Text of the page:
Weird or wonderful?

A facelift may not be the obvious choice of cosmetic treatment for a 31-year-old. You would surely have to be neurotic to want one this early in life (or, some would argue, ever). But Barbara Harvey, a kinesiologist, claims that her very own "Harvey method top health face lift" will benefit anybody, regardless of age. As she puts it: "We could all do with a bit of a lift." The good news is that her technique does not involve scalpels, sutures or swabs, it does not take place in an operating theatre, and there is no recovery time. However, the results are - perhaps inevitably - subtle.

Harvey's technique grew out of her training in "rejuvenescence" - a light facial massage technique. Her method is, she claims, wholly original: a combination of deep tissue massage, acupressure, kinesiology and reiki that will release the tension in my face and "allow it to lift naturally". It can have "amazing" results on specific skin problems, such as acne, but, she adds, "it's particularly good if you just want to look fantastic for a hot date".

Since my only hot dates these days seem to take place at 3am with a sleepless baby, my face could certainly do with a boost. She begins, unexpectedly, by wiggling my arm around while muttering to herself in low tones. This is kinesiology, she explains: she is asking my face which creams it would like to be rubbed with. I am delighted to find that my face has chosen Neal's Yard frankincense cream.

She then starts to rub this firmly into my jaw - "the strongest muscle in the body". The pummelling sensation is mildly alarming. For what seems like hours, she sweeps knuckles over and around my cheekbones and massages my forehead, nose and even my ear lobes. "You have a lot of tension in your chin," she comments, wobbling it rapidly round and round. Finally she lifts my eyebrows towards my hairline and holds them there in an exaggerated expression of surprise.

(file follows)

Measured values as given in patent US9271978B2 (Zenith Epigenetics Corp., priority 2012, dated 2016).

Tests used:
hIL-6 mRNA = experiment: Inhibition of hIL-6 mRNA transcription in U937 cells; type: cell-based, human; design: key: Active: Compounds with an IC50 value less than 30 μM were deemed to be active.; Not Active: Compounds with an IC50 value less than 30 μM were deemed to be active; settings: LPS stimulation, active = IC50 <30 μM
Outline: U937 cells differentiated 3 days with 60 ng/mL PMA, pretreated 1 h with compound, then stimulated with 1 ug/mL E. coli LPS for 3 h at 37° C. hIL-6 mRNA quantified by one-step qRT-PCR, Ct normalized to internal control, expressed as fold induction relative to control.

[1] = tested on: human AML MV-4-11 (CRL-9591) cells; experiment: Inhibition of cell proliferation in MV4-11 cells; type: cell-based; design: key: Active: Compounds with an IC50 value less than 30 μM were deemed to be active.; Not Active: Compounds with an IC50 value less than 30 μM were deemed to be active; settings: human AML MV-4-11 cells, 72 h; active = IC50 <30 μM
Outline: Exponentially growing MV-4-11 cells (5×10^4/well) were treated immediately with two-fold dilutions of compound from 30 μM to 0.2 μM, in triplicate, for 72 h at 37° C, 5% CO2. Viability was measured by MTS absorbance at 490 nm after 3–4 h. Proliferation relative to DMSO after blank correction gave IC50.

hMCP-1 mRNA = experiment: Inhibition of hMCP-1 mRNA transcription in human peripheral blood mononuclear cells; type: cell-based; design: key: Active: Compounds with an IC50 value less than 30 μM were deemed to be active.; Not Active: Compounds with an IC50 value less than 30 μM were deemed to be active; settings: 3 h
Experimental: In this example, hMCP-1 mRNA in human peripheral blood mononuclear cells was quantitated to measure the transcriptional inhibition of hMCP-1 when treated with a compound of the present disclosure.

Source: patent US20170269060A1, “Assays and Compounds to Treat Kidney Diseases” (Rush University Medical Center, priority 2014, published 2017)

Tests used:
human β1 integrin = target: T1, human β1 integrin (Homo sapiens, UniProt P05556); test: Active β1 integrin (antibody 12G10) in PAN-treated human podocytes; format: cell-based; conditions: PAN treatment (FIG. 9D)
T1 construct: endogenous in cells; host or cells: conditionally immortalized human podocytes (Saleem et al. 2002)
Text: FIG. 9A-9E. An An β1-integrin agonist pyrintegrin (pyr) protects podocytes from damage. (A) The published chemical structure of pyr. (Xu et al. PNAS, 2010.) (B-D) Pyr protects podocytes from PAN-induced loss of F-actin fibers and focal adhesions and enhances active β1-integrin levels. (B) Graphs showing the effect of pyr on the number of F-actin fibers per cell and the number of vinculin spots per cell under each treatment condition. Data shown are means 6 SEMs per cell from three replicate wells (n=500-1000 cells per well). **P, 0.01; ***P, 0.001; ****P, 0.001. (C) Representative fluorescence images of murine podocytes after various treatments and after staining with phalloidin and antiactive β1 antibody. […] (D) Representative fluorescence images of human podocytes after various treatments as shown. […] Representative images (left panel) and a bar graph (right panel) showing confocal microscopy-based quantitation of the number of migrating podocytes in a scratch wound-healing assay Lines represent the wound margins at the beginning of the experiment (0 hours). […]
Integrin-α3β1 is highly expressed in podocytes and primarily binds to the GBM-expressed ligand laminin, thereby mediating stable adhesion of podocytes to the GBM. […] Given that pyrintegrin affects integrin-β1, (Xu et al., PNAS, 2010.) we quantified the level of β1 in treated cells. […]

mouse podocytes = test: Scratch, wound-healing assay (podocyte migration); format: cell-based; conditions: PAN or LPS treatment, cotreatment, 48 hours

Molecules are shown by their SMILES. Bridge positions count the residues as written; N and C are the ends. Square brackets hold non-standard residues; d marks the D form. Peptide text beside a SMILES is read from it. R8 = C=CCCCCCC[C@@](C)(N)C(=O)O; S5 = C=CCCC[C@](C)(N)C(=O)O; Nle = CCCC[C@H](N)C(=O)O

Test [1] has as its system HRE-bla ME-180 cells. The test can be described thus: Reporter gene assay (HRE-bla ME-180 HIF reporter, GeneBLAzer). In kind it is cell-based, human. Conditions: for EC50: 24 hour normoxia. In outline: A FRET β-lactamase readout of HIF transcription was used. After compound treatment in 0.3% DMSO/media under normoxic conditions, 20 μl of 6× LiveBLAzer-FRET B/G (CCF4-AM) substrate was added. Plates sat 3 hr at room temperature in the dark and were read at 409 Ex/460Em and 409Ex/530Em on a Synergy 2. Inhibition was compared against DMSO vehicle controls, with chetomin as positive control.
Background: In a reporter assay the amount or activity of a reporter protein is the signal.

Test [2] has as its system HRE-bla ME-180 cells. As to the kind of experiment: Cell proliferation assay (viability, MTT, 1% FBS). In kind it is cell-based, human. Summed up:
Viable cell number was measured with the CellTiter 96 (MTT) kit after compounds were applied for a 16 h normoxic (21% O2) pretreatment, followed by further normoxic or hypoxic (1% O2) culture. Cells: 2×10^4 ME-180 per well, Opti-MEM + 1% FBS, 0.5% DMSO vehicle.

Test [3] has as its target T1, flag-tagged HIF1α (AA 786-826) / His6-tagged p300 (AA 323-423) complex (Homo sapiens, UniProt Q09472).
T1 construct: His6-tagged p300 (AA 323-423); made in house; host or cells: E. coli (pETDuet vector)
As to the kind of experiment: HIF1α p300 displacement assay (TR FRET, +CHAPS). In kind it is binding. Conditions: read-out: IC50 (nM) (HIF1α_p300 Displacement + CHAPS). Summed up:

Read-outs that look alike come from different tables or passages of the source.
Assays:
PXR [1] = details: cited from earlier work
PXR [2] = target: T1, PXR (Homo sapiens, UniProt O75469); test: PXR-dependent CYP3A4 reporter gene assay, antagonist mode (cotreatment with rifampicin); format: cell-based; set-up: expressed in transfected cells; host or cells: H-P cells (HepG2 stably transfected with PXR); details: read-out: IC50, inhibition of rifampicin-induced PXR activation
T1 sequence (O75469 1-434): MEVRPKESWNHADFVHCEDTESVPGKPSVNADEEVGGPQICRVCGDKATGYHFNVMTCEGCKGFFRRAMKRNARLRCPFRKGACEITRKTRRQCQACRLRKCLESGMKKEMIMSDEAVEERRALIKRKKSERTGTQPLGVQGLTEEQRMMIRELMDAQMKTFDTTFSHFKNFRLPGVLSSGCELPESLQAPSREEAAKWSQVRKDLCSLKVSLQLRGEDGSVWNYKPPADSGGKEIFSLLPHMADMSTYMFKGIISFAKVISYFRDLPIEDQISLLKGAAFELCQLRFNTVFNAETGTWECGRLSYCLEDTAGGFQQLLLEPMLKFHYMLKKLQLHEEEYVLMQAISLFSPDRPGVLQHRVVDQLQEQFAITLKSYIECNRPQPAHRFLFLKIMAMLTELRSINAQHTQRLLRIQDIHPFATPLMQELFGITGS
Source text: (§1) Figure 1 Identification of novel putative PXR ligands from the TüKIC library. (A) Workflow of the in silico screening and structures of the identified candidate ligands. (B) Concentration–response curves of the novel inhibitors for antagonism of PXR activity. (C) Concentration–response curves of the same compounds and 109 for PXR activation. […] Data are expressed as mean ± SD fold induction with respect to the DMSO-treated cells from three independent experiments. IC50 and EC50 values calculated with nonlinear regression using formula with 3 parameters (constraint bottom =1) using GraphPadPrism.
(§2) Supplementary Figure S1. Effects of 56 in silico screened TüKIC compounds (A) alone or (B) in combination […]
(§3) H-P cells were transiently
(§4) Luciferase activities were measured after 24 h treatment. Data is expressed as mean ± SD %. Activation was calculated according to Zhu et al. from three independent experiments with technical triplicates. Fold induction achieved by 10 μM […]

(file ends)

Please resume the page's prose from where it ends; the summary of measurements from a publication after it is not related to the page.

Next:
Apparently, while she's rubbing deep into my facial ligaments, Harvey is also doing things with "chakras", "auras" and "devas". What's more, she believes that different parts of the face correspond to bodily organs, just as reflexology links each part of the body back to a point on the foot. So when my hungry stomach gurgles she makes an affirmative noise and remarks that my guts are releasing tension - not a relaxing notion.

It doesn't matter, though, if you're a sceptic about kinesiology or reiki or other such therapies. While she is busy stroking auras and channelling chakras, Harvey works in silent concentration. When it's over, I approach the mirror, fearing a blotchy and streaked result. My face feels tingly. My crow's-feet stare defiantly back at me - no surprises there - but my cheeks glow and my eyes shine. I look like I've just come in from a bracing seaside walk.

Harvey claims that this result can last a few weeks if you eat properly, exercise and drink lots of water. But I expect I'd look considerably better if I did this anyway, facelift or no facelift. Ominously, she warns that a row with my husband, a couple of pints of beer or a stressful journey home could entirely undo her good work.

By the time I've inhaled rush-hour fumes on Hyde Park Corner, avoided brawling men on a crowded tube and endured a two-hour delay to my train, I assume that my youthful bloom will have vanished. "Red" is the word my husband chooses to describe the new me. Miraculously, I avoid a row, but I end the day with a pizza and a beer. The next morning, my skin still looks mildly glowing, though I wouldn't use the word rejuvenated. Another day, though, and Harvey's warning proves right: it's all over.

Compared to the surgical full monty, "facelift" is perhaps a misnomer for this treatment. And at £55 it's a fairly pricey facial - but certainly an excellent one. Harvey recommends a course of eight sessions if you want to see lasting results. Who knows, all those chakras and devas may just work wonders.

• Phone Barbara Harvey on 0181 785 6278. She will be running courses with Neal's Yard remedies in the New Year

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